George’s Story: I Stopped My Porn Addiction, And You Can Too

It took losing two wives before I finally admitted to myself that my use of porn was a serious problem. I finally realized I that porn and masturbation was running my life. That’s when I took the very big step (for me at the time) of calling a therapist to help me.

 

How did I end up in this mess?

 

My parents were alcoholics. As a result, they weren’t thinking clearly about being parents.  Their response to the stresses of parenthood was to turn their abusive attention on me and my younger brother.  I understood at a young age that my parents were crazy, and that’s a terrifying realization for a child.  I knew that I had to make my own decisions, because they could not be trusted not make them for me.  

There was no peace, no loving attention, and nearly no supervision in that household.  I was left to figure things out on my own.  I had nobody else in my life – no authority figure to model loving relationships, or even to give me the talk. With abusive, alcoholic parents running the show, it was up to me to figure things out on my own.

As I grew up, and my addiction developed, I didn’t even realize it was an addiction at first. Without anyone there showing me the important differences between sex and intimacy, I settled for the lowest common denominator: porn, which I found in my father’s briefcase.

I craved some kind of connection, because I wasn’t getting it at home.  Approaching girls in school was difficult to say the least  My low self-esteem left me feeling terrified in the face of real human intimacy, so I took the easiest route.  At the time, porn was mainly a print media (at first National Geographic and the Sears catalog, and later Playboy and Penthouse), but whether you retreated to the internet, or to your dad’s Playboys, you ended up just as isolated.

Sure, I had my girlfriends.  The problem was that they only existed in print, on film or on VCR tapes.  They were all beautiful, they couldn’t talk back, and they were there any time I wanted them. This was decidedly different from my mother’s intrusive, incestuous behavior. 

At the time, porn just felt like a safer route. You can’t be rejected by porn, you get to pick and choose, and you don’t have to feel embarrassed while trying to navigate all the subtleties of normal relationships.  You can open a magazine or press “play”.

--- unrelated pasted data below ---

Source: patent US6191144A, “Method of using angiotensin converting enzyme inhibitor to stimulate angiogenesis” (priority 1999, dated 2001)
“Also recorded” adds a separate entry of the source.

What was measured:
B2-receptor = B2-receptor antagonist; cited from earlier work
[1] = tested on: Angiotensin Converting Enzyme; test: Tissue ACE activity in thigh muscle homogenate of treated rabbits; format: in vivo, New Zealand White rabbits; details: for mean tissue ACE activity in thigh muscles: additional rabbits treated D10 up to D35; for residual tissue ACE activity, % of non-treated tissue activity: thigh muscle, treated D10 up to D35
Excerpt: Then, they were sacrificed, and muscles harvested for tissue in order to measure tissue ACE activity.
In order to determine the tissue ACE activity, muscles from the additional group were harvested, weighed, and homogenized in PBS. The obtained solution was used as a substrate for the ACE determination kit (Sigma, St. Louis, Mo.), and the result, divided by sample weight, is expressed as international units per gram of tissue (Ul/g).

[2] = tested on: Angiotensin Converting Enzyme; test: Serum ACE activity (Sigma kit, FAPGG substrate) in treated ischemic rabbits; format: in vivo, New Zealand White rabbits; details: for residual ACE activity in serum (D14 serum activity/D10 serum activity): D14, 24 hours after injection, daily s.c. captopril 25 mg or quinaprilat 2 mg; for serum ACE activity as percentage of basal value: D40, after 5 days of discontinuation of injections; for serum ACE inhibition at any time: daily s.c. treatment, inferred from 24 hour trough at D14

The problems begin when you press “play” or watch porn more and more, in an effort to avoid real connection.

 

Your Addiction Keeps You Isolated

When you’re the only one who knows about your addiction, it’s a scary and lonely place.  You become filled with shame, self-doubt, criticism and anger.  You respond to these negative feelings by trying to soothe yourself with more porn, which of course only starts those feelings up again in a vicious cycle.

In fact, you have to remain isolated to engage in your addiction.  Porn watching is not a social activity.  An addiction to porn will make you do everything you can to stay alone and isolated. If my family was going out, I would make an excuse to stay home and watch porn. If a friend wanted to go to a movie or the mall, I’d decline saying I had homework to do. Then I’d stay home and watch porn. 

It goes without saying that I was the only one who knew what I was doing.  And anyway, who would I tell?

 

The “Aha” Moment

I rationalized my addiction for a long time.  I resisted change, because my behavior, at some level felt so good.  I was acting out in a way that provided a release and a chance to cope with my life, and it was impossible to deny myself that.

But as I got older, I began to notice more and more people holding hands, or touching one another in loving ways.  As I was pondering the relationships and marriages all around me, I realized I had over 50 porn tapes.  That’s when it clicked.  Real intimacy was something I hadn’t experienced, because my addiction kept me from it.  My addiction told me I didn’t deserve these things in my life, and they were just out of my reach.

 

False Starts On The Road To Recovery

I made a phone call, realizing that I needed some help.  Even though that was a positive first step for me, it still took me over a year to follow up. My mind was a worthy adversary. I kept having resistance.  I was great at sabotaging any kind of recovery that I could muster.  

Every now and then, I would get fed up with my addiction, and try to just white-knuckle my way out of it. I would “quit” by throwing away all the tapes.  Actually, I did this many times.  But somehow, within a week, they would always reappear. I had no plan, so I wasn’t recovering.  

 

I Didn’t Know There Was A Better Way

I found a 12-step group for men like me.  These meetings helped me realize I was only as sick as my secrets.  When first I got to the 12-step group, I was able to announce my addiction, like everyone else.  Finally, I wasn’t alone.  I wasn’t the only one who knew anymore. It was a great moment.  

Working with this group, I started to demystify my own secret. Sex and porn addiction are plagued by misinformation, and I finally had a chance to learn the real truth.  Even though I had walked in there as the only one who knew my secret, now there were others who could help me.

In my work as a counselor, I talk to men daily who are just like I used to be. When they first call me, they are the only one who knows about their addiction.  And just like me, when they speak their addiction out loud, a huge weight is lifted off their backs.  They’re so relieved to know that they’re not suffering from terminal uniqueness.  

It’s not terminal, it’s not unique, and you don’t have to be the only one who knows.

 

If you are living a socially isolated life and think you might be addicted to sex, one way to determine if you need porn addiction therapy is to take the Online Quiz at http://www.neulia.com/online-quiz/

 

 

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